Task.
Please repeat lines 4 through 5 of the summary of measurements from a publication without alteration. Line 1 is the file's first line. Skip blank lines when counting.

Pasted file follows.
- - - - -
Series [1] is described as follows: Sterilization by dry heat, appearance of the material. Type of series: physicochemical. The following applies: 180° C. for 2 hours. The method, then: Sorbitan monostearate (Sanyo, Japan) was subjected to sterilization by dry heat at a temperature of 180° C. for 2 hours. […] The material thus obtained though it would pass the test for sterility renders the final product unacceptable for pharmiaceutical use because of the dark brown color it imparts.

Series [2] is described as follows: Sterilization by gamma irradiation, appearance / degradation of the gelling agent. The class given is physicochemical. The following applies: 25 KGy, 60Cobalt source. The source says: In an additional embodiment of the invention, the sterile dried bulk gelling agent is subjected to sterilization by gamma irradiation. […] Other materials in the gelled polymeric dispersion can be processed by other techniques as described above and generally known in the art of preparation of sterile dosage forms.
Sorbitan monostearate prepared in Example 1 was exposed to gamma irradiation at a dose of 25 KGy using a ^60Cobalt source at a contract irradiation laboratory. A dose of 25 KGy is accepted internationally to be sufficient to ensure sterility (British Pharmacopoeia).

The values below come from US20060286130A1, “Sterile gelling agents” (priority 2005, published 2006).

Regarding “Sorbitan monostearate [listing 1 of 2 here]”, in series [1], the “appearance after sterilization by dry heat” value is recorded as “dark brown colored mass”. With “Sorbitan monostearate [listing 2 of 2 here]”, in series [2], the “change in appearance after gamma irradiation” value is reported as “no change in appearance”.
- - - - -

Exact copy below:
The values below come from US20060286130A1, “Sterile gelling agents” (priority 2005, published 2006).

Regarding “Sorbitan monostearate [listing 1 of 2 here]”, in series [1], the “appearance after sterilization by dry heat” value is recorded as “dark brown colored mass”. With “Sorbitan monostearate [listing 2 of 2 here]”, in series [2], the “change in appearance after gamma irradiation” value is reported as “no change in appearance”.